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Pilgrim launches privacy regulatory action policy

Pilgrim launches privacy regulatory action policy

'Business as usual for privacy' even with defunding of OAIC

Australian Privacy Commissioner, Timothy Pilgrim, addresses the IAPP Privacy Summit 2014.

Australian Privacy Commissioner, Timothy Pilgrim, addresses the IAPP Privacy Summit 2014.

Privacy Commissioner Timothy Pilgrim has launched a regulatory action policy to shed more light on how his office operates.

“The policy explains the range of regulatory powers available to me and formalises the approach our office will be taking in using these powers,” Pilgrim said at the IAPP ANZ Privacy Summit in Sydney today.

The policy, which can be read here in full, makes no changes to privacy regulation in Australia, he said.

“What it does is provide transparency about our existing approach, making it as clear as possible for organisations what our powers are and what we see as our responsibilities for using them,” Pilgrim said.

For example, he said the policy explains that factors that might lead OAIC to take regulatory action include the seriousness of the situation, whether the organisation has been subject to prior enforcement action, whether conduct relates to a systemic issue, and whether the organisation has taken appropriate steps to remedy the problem.

“In the case of a data breach, this includes whether the organisation attempted to conceal the breach, which will not be looked on well by our office,” he said.

Also towards greater transparency, the Office of the Australian Information Commissioner (OAIC) plans to release a guide to privacy regulatory action, and today is releasing several chapters of an exposure draft for consultation. The guide provides more detail on items in the regulatory action policy, he said.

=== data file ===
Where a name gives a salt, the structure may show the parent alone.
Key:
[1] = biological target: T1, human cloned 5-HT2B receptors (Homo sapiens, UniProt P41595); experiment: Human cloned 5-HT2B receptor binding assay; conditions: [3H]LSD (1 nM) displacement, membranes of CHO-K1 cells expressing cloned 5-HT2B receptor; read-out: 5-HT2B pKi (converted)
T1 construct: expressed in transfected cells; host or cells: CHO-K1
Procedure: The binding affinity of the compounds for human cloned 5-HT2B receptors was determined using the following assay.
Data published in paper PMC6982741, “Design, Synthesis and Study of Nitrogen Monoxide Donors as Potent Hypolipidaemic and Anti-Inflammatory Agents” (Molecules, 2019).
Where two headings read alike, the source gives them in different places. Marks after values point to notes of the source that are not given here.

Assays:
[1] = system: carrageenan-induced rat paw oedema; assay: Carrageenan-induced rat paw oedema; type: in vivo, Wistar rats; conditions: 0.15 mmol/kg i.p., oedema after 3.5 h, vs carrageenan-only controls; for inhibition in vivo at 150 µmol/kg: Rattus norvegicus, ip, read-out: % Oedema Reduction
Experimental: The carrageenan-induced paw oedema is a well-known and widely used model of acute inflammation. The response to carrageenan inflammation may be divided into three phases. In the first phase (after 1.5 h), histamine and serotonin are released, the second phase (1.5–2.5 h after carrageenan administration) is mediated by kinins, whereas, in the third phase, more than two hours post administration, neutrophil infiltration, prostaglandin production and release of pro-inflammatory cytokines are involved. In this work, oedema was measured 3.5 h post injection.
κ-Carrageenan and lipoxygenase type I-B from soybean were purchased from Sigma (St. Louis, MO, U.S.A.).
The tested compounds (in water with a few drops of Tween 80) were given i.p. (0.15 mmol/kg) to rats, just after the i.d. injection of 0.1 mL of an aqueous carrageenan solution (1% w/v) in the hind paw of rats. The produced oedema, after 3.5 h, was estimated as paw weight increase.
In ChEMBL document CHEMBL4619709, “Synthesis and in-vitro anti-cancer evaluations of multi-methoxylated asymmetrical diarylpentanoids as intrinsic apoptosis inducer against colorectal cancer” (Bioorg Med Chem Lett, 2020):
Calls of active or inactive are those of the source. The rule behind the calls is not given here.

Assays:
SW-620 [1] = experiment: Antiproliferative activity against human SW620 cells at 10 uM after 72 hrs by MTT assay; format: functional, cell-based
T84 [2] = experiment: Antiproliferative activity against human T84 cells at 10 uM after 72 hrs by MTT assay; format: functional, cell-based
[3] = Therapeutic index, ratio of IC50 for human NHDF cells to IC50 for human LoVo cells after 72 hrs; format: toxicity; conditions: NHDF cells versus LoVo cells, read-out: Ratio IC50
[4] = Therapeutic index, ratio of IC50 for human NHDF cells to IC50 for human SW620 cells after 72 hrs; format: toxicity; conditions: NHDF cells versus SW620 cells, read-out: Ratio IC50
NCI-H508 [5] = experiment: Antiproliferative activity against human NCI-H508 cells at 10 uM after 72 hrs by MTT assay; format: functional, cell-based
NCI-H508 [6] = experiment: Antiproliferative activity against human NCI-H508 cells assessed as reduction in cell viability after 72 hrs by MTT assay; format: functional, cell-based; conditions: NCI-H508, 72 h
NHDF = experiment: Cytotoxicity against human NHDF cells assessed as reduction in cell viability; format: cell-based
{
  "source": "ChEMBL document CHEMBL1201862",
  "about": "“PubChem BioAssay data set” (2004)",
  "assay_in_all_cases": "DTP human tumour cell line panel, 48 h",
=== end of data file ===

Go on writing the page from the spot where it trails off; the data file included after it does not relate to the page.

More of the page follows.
Pilgrim affirmed that privacy regulation is not going away even with the government’s budget measure to defund the OAIC and establish an Office of the Privacy Commissioner at the start of 2015.

The legislation to ratify that measure, the Freedom of Information Amendment (New Arrangements) Bill, has been passed by the House of Representatives and referred to a Senate committee hearing, which occurred last week. A committee report is expected on 25 November, said Pilgrim.

“We do not know precisely what our fate will be, but what we do know is that it will be business as usual for privacy,” he said.

“There will be a Privacy Act as it is now. There will be a privacy commissioner supported by an office.”

Over the next year, Pilgrim said his office plans to test organisations’ governance frameworks to ensure they have stepped up to comply with the Australian Privacy Principles.

In 2013, the office did a sweep of privacy policies for the top 50 websites by traffic in Australia and discovered that most did not comply with the APP1 section of the principles, which include foundational privacy measures.

In the next 12 months, Pilgrim said his office will conduct “assessments of the websites that we have identified for follow-up action, checking for their compliance with APP1.”

The websites include a range of sectors including finance, telecom and government, he said.

“We will not be singling out a specific sector for attention, but we will bringing our eye to bear on organisations that are the high risk or high-volume users of personal information.”

Adam Bender covers telco and enterprise tech issues for Computerworld and is the author of dystopian sci-fi novels We, The Watched and Divided We Fall. Follow him on Twitter: @WatchAdam

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Tags privacyregulationTimothy PilgrimOffice of the Australian Information Commissioner (OAIC)

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